Manmohan Singh as finance minister killed off smuggling, by eliminating customs duties. Black money in the real estate sector recently attracted his attention. He suggested lowering of stamp duties to check the flow of black money in this sector. But will this solve the problem of black money? And how will the State compensate for the loss of revenue collected from stamp duty?
Stamp duty is a transaction tax; it is charged as a percentage of the transaction value of the property. Public economics teaches us that all transaction taxes are bad taxes, that the right level for the stamp duty is zero (as it is for all taxation of transactions).
The stamp duty distorts the behaviour of parties to the transaction. Stamp duty on property is usually paid by the buyer. Hence, the buyer tries to coax the seller to agree to undervalue the property on paper (the transaction value declared to the government) and accept the rest in black money. On the other hand, sellers have an incentive in accepting black money from the buyer in order to evade the taxation of capital gains. As long as real estate capital gains are taxed, eliminating the stamp duty will influence the behaviour of the buyer but not that of the seller.
Hence, modest changes in the stamp duty rate will not solve the problem of black money in real estate. When stamp duty is eliminated, the buyer will be comfortable with zero evasion, but the seller will still urge him to take some black money.
Bad taxes should be eliminated because they are bad taxes. There should be no attempt at finding a direct replacement. As an example, India largely phased out customs duties, because the economists said these are bad taxes, without specifically trying to find a replacement. The elimination of customs duties enabled high GDP growth, and the main pillars of taxation (income tax and the VAT) generated bountiful revenues. A similar story will hold for stamp duty.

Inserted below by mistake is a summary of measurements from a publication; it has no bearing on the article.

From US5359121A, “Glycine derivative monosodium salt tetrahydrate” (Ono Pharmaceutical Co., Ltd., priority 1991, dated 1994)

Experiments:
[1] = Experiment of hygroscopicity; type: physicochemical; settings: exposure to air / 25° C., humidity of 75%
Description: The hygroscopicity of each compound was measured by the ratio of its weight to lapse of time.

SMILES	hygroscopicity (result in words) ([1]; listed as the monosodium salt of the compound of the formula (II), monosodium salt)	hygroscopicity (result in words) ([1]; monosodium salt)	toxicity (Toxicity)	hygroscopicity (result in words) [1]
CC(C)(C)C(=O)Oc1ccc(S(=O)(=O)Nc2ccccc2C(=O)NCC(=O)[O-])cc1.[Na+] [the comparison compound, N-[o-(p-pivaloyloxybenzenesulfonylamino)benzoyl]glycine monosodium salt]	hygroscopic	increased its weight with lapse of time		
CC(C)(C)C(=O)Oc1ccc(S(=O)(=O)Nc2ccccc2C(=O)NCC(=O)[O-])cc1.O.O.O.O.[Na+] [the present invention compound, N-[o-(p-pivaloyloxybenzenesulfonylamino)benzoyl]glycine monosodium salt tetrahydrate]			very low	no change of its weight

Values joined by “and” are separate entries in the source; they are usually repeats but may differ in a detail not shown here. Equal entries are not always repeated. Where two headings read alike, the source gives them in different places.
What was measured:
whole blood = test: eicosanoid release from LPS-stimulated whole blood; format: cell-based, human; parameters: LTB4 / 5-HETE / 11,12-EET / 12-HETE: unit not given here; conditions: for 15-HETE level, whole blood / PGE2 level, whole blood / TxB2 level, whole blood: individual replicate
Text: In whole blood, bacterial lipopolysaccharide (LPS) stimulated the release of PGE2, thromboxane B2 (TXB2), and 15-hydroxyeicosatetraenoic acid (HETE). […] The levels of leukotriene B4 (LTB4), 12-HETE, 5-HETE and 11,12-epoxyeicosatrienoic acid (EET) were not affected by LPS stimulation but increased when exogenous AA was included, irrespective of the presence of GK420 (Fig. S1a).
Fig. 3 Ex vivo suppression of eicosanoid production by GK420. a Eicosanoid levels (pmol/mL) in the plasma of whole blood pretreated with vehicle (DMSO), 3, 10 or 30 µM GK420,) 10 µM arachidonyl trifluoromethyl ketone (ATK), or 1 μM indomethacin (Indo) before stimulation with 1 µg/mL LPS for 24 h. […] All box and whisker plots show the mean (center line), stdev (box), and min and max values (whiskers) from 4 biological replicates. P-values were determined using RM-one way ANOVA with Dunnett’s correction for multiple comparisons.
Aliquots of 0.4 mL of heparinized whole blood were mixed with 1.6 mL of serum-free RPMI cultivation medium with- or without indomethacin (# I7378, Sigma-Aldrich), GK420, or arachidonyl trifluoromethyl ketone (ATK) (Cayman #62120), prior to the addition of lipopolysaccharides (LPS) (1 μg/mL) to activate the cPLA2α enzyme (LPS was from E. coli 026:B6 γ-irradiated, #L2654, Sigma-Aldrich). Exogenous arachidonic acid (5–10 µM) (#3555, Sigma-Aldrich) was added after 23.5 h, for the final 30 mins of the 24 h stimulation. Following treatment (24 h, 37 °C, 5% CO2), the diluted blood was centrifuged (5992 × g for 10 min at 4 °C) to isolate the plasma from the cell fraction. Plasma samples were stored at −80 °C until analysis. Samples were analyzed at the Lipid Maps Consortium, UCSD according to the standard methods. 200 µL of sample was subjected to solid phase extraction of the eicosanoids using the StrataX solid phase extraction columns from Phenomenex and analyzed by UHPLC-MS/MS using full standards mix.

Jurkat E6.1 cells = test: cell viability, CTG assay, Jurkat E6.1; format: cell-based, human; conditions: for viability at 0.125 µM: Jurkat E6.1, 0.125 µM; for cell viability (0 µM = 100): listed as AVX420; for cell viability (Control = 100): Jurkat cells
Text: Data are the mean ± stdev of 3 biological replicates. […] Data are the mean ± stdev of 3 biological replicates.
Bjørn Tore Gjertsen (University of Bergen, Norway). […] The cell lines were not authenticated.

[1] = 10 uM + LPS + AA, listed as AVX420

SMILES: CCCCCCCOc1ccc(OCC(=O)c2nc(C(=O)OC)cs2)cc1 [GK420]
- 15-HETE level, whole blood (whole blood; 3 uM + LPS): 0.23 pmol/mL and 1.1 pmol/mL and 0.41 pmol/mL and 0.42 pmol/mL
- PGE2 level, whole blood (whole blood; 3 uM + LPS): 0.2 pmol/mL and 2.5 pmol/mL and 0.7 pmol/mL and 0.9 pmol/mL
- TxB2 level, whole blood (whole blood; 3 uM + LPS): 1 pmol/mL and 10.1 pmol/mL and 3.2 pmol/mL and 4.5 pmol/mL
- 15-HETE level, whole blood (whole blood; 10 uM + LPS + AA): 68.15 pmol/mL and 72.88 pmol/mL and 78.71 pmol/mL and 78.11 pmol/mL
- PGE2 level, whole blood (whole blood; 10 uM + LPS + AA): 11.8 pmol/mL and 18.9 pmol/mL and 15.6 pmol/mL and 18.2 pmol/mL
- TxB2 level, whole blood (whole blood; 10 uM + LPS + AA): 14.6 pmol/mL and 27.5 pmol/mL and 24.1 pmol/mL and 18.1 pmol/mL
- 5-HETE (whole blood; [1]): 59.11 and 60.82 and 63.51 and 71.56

The economists teach us that all taxation of transactions is wrong. The property tax suffers from no such problems. Much work is needed in India in building a sound property tax system. In some countries, property tax revenues can be as large as 1% of GDP, which is a very big number compared with the financing of local government in India. The key issue is that the average value of property in each micro neighbourhood (e.g. a 200 metre stretch of road) needs to be assessed correctly and revised every year. This should then be used as a preumptive property tax rate, per square foot, for that micro neighbourhood. Once this is done, property tax collections will be a powerful source of revenue for local government.
There is a link between these two issues. As long as there is a stamp duty and high taxation of real estate capital gains, the reported data will understate property values. This will hamper the revenues obtained through the property tax. To the extent that we solve the twin problems of stamp duty and capital gains taxation, the data in the hands of government about real estate prices will improve, and this will bring property tax to life as a significant revenue source.